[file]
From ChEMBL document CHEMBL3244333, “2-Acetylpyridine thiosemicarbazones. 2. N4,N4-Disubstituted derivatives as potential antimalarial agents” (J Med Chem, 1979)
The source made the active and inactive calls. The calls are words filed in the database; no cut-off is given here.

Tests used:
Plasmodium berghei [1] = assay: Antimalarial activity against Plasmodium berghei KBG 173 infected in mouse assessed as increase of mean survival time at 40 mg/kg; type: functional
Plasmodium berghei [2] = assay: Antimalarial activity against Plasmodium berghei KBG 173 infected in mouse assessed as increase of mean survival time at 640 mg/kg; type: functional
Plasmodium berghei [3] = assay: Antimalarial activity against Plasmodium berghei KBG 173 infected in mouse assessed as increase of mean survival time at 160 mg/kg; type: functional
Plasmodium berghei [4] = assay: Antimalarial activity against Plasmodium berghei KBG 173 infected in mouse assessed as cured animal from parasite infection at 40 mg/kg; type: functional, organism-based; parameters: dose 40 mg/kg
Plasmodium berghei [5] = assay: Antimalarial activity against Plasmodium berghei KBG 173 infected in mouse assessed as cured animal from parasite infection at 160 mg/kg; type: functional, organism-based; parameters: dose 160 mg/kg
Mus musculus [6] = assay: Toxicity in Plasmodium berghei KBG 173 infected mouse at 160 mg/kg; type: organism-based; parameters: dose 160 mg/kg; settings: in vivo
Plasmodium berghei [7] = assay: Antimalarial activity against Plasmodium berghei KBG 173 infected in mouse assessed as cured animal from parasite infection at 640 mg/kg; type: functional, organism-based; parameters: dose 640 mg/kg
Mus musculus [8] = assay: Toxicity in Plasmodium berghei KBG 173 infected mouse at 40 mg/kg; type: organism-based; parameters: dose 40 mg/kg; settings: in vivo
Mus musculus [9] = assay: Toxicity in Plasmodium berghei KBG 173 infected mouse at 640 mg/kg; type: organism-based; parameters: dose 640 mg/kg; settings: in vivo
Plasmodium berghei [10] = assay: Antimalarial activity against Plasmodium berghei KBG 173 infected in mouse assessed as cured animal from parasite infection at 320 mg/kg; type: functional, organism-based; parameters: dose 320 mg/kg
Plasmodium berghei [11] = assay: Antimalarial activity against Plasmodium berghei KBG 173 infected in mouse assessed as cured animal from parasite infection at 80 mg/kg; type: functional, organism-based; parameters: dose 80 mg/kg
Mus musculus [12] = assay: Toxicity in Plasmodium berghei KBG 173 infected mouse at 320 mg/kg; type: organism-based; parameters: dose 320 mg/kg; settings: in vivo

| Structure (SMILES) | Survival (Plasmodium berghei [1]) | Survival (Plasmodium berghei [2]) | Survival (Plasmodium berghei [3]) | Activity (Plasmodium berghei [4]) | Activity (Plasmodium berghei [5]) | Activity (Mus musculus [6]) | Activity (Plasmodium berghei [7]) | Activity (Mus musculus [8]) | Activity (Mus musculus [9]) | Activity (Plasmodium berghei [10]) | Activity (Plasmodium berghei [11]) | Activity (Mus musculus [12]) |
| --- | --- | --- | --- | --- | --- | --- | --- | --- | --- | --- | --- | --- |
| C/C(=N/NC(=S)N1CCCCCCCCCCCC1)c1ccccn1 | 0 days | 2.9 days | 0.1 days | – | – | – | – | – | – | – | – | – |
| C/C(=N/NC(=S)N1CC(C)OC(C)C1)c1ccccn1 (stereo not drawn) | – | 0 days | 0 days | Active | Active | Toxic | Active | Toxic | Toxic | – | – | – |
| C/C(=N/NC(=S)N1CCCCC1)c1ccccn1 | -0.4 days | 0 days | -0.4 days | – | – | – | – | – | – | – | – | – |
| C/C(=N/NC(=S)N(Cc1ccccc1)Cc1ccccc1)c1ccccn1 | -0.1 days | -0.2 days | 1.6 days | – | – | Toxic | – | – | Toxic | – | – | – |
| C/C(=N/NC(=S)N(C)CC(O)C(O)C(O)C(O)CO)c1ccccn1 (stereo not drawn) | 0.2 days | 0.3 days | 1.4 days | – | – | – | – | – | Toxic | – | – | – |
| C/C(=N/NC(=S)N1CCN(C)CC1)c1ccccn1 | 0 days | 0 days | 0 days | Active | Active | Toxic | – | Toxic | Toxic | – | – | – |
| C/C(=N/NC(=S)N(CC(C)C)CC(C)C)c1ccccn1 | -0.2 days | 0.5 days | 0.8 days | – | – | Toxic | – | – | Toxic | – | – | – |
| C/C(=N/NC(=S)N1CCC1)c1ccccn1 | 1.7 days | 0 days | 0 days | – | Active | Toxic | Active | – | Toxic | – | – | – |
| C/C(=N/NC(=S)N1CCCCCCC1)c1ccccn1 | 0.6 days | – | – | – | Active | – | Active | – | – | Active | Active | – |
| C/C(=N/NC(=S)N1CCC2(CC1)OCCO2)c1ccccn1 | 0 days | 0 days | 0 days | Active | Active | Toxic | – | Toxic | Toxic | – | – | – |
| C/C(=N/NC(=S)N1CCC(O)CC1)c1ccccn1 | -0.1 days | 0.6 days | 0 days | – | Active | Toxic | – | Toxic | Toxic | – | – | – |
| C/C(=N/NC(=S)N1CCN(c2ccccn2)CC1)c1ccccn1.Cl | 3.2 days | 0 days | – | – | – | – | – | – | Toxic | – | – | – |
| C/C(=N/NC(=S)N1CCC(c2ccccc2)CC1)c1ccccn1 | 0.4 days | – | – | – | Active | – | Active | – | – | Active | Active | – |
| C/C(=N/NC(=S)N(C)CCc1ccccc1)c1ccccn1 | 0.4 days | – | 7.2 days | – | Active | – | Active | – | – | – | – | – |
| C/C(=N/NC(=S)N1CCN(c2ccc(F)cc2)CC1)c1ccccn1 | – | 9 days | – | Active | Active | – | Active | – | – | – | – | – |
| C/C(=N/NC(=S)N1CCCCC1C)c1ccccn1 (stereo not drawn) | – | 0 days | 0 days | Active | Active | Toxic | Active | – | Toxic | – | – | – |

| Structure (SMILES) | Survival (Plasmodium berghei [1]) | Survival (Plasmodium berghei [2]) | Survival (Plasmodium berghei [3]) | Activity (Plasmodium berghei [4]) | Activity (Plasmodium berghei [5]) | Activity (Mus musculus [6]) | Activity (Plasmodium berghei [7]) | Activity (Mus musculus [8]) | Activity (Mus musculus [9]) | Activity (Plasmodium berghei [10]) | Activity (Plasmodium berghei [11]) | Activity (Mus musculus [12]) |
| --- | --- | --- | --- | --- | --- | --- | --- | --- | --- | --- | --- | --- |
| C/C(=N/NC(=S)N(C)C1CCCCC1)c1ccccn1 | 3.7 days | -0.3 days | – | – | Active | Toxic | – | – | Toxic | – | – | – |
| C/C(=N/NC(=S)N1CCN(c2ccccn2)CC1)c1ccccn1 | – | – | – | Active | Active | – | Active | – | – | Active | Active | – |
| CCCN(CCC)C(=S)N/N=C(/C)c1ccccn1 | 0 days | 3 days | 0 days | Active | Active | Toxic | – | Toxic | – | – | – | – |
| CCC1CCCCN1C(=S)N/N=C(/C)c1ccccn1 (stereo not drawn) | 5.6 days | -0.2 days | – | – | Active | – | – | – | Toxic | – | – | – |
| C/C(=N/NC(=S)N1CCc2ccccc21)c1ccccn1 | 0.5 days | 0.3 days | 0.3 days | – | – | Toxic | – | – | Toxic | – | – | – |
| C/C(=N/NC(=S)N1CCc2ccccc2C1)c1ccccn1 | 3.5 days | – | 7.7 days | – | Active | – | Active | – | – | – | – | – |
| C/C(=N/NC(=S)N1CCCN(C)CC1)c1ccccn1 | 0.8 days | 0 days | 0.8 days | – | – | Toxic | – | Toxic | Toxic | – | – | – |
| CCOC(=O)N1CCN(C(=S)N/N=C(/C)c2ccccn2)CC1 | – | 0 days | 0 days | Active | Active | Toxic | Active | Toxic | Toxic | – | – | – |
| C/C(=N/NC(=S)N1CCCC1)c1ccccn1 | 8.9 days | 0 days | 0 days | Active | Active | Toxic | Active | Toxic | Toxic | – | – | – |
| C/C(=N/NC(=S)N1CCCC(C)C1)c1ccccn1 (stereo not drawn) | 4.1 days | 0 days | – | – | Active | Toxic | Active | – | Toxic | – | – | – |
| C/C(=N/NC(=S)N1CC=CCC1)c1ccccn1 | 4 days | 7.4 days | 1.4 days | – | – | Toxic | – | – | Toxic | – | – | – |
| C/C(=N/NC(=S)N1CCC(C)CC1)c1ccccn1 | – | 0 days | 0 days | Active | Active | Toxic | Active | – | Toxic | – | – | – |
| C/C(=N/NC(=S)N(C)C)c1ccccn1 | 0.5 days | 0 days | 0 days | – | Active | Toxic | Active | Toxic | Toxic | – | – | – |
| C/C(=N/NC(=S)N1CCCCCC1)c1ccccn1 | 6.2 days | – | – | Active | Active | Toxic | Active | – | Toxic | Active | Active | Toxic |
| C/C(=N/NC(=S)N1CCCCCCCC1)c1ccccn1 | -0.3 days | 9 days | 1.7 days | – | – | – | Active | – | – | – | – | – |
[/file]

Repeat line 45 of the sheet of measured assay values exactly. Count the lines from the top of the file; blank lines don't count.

| C/C(=N/NC(=S)N1CCCC(C)C1)c1ccccn1 (stereo not drawn) | 4.1 days | 0 days | – | – | Active | Toxic | Active | – | Toxic | – | – | – |